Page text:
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Immigration bill

Where Gary Lineker gets it wrong

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The “pearl clutching” over Gary Lineker’s comments about the government’s new immigration strategy really is something to behold, says Martin Samuel in The Times. The main complaint seems to be that the Match of the Day presenter went too far by drawing a comparison between the Tories’ policy and 1930s Germany. Really? Like it or not, the Nazis are a “reference point”: it’s why we call an over-officious person “a right little Hitler”, or compare getting asked a lot of questions to “being interrogated by the Gestapo”. The newspapers and journalists demanding Lineker be sacked use this shorthand all the time: “dustbin Nazis”, “condiment Nazis”, “town hall Nazis”. These supposed “champions of free speech” should just admit that what vexes them isn’t Lineker’s language, but his opinions.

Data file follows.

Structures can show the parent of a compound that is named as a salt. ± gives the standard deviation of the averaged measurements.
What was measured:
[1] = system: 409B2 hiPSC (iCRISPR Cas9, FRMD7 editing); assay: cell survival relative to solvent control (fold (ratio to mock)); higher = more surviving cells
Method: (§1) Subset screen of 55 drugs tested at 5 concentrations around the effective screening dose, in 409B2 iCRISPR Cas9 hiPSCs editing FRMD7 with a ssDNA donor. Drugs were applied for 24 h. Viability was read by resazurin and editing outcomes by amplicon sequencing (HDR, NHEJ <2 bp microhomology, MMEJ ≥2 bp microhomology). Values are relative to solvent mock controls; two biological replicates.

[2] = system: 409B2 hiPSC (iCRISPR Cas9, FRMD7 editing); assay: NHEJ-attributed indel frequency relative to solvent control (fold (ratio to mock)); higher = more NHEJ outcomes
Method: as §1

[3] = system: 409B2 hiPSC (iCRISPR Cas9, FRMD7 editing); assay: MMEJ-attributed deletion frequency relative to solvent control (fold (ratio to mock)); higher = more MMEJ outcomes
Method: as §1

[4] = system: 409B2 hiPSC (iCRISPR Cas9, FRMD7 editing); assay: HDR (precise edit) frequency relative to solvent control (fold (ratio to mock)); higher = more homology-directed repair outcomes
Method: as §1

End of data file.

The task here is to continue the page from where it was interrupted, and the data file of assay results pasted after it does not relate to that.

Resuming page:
What the BBC presenter and his luvvie ilk get wrong about small boats, says Allister Heath in The Daily Telegraph, is that most people coming to the UK this way aren’t “fleeing modern slavery”. The vast majority are “young, male economic migrants”, many from Albania. “Contra Lineker, it is those who encourage this deadly obstacle race who are guilty of cruelty.” Rishi Sunak wants to create a “safe and legal” route for people truly seeking sanctuary, which filters out those who “falsely claim to be in fear for their lives”. Curtailing the number of illegal immigrants will allow us to extend resettlement schemes for Ukrainians, Hong Kongers and Afghans – people who, I’m sure Lineker would agree, truly are “victims of tyranny and persecution”.